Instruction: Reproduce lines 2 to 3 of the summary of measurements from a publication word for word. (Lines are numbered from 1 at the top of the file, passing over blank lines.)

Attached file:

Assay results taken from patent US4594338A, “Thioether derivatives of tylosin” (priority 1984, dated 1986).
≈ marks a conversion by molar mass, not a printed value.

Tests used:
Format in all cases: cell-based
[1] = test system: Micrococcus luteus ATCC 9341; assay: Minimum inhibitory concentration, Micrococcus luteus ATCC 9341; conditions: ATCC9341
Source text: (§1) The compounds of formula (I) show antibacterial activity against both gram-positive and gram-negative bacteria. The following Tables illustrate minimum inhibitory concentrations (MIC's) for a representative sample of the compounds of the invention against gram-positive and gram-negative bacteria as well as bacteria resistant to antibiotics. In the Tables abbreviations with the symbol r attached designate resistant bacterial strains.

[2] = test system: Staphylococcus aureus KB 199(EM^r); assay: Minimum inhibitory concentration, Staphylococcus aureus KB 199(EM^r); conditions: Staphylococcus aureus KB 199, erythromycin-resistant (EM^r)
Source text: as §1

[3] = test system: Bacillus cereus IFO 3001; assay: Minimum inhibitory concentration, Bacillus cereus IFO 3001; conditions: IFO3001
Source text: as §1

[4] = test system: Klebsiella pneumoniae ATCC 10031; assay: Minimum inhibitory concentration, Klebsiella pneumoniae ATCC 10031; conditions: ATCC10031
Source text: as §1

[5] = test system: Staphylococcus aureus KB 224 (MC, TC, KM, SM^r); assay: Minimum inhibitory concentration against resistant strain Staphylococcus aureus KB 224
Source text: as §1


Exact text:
≈ marks a conversion by molar mass, not a printed value.

Tests used: